In children who have not had ultrasonography performed in the prenatal period, this study may be useful to exclude congenital malformations but is otherwise not helpful in the evaluation of acute pyelonephritis. Renal ultrasonography is useful for determining the size and shape of the kidneys but is generally poor for visualizing nondilated ureters. In addition, it does not provide information regarding renal function.

Renal ultrasonography has low sensitivity (50%) in detecting acute pyelonephritis, although focal abnormalities on ultrasonography, combined with a CRP level of more than 70 mg/L, may be predictive of renal scarring.

Findings on power Doppler ultrasonography have been correlated with DMSA findings of acute pyelonephritis. Renal ultrasonography is useful in the diagnosis of urolithiasis, hydronephrosis, hydroureter, ureteroceles, and bladder distention. [19]

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Voiding Cystourethrography and Nuclear Cystography

VCUG

Voiding cystourethrography (VCUG) is useful for visualizing the urethral and bladder anatomy and for the detecting VUR. Following a second febrile UTI, VCUG may be performed after 3-4 days of therapy to ensure that bladder irritability has resolved and that the urine is sterilized. The voiding phase is needed to evaluate for VUR and posterior urethral valves.

Consistent with new recommendations, VCUG is no longer required as a mandatory part of the evaluation of children with their first febrile urinary tract infection, [20] although it may be of benefit for infants with abnormal 6-month follow-up DMSA scans. [21]

Nuclear cystography

This study is good for evaluating the bladder and detecting VUR. However, it does not permit adequate evaluation of the urethra and is therefore not used for an initial evaluation of the urologic anatomy.

Cystography has only about 1% of the radiation dose of fluoroscopic study. Cystography may be used for serial follow-up studies.

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Nuclear Cortical Scanning

Nuclear cortical scanning depicts tubular damage and scarring. It provides information regarding the general size of the kidneys; however, it does not provide detailed information regarding the collecting system. DMSA scanning is not necessary to evaluate or follow up most episodes of acute pyelonephritis, although DMSA has a sensitivity of more than 90% in detecting changes that are suggestive of acute pyelonephritis. Radiation exposure to the patient undergoing this procedure is low.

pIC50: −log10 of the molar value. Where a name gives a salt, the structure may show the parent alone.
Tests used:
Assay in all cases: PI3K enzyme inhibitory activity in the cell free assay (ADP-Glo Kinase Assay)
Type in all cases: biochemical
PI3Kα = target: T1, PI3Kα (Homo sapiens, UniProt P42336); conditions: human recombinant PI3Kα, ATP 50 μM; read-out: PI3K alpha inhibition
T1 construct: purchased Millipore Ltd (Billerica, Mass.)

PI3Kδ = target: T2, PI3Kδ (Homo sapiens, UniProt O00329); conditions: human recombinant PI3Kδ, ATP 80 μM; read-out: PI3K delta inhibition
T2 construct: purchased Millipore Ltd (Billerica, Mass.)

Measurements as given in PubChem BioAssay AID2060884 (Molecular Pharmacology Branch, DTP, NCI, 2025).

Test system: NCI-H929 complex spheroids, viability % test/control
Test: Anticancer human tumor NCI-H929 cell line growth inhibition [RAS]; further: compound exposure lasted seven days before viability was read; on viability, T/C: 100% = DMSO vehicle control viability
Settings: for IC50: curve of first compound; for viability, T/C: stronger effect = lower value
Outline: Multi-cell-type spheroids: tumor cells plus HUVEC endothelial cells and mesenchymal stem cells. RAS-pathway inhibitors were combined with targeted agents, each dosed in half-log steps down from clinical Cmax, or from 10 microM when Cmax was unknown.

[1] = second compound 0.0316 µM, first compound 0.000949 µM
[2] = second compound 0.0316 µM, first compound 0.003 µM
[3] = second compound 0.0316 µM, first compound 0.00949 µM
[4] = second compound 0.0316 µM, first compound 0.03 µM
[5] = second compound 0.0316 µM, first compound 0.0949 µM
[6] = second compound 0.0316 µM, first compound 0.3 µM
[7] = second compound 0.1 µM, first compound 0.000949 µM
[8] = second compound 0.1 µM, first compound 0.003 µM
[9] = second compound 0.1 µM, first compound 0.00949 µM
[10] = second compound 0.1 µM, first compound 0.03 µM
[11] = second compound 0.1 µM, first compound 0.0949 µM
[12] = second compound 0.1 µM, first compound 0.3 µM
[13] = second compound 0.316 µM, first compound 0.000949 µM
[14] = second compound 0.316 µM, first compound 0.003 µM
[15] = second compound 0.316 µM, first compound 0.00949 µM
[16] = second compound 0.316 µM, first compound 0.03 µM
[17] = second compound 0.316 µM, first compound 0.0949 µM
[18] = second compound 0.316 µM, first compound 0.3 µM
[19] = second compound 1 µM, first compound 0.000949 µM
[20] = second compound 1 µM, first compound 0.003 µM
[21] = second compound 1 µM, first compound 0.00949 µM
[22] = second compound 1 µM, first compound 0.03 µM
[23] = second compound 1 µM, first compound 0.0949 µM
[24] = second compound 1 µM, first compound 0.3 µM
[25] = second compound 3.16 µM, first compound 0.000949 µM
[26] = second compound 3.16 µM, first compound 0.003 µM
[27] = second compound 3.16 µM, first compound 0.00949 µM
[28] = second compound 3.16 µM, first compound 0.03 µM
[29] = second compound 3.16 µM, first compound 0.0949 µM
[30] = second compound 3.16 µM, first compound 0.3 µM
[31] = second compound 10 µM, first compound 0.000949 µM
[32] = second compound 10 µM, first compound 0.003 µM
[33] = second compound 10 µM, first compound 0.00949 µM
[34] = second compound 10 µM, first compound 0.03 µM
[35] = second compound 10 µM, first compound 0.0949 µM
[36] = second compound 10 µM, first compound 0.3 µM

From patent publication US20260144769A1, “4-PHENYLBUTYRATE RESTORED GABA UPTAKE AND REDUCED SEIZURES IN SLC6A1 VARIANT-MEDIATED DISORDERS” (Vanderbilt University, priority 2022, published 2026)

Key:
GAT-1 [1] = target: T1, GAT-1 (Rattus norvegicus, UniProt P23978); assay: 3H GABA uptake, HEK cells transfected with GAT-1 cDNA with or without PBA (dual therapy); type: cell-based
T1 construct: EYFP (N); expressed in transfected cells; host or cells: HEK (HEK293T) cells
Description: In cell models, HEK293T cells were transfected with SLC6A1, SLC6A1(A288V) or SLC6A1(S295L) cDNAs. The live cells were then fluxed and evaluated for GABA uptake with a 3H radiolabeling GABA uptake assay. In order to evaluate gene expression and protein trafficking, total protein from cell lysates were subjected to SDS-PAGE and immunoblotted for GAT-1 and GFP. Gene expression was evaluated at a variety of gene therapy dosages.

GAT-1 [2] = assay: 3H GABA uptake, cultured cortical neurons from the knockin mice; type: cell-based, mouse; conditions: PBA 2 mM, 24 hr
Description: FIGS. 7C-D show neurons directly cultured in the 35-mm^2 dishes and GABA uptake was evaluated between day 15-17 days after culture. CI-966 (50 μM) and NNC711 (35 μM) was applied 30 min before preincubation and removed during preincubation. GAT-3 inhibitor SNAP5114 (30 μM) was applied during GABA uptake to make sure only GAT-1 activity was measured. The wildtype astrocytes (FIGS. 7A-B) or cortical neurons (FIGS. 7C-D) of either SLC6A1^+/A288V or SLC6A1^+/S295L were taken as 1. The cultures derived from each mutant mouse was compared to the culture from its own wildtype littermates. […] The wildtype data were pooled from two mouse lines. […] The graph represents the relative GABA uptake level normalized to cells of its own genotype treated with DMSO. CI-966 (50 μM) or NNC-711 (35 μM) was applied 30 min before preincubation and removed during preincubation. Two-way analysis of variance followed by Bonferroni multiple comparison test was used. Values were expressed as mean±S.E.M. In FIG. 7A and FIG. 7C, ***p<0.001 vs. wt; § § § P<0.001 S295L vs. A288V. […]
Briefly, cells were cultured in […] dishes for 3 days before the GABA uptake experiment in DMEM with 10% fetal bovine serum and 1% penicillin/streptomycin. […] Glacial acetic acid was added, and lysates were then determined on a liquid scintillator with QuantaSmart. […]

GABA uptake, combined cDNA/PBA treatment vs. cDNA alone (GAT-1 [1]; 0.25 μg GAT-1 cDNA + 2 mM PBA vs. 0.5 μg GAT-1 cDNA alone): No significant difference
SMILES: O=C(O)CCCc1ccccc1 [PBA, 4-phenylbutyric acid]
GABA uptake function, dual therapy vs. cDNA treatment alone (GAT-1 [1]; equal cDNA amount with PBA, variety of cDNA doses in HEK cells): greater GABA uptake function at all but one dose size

This study most frequently involves the use of technetium-99m (99m Tc) DMSA to depict renal cortical scarring. The volume of the initial defect is useful in predicting the development of renal scars.

Follow-up DMSA scans performed more than 6 months after acute pyelonephritis resolves are useful to detect permanent renal scarring. Studies performed less than 6 months after acute pyelonephritis may reveal residua of the original infection rather than permanent scars.

DMSA scans can help in determining the cause of fever in children with chronic bacteriuria, such as patients with spinal-cord injury and those who undergo clean intermittent catheterization.

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Computed Tomography Scanning and Magnetic Resonance Imaging

CT scanning

Enhanced computed tomography (CT) scanning may be useful in distinguishing acute pyelonephritis from other causes of fever. However, increased radiation exposure makes CT scanning a less favorable study in children, especially because ultrasonography is generally adequate in defining the anatomic structure. [#WorkupProcedures]

MRI

Gadolinium-enhanced magnetic resonance imaging (MRI) scans are correlated with DMSA scans in detecting renal parenchymal defects and are effective in distinguishing acute inflammation from scars. MRI is superior to nuclear scintigraphy in distinguishing acute inflammation from chronic scars. MR cystography may be useful in evaluating VUR. Sedation is generally required in MRI. [22, 23]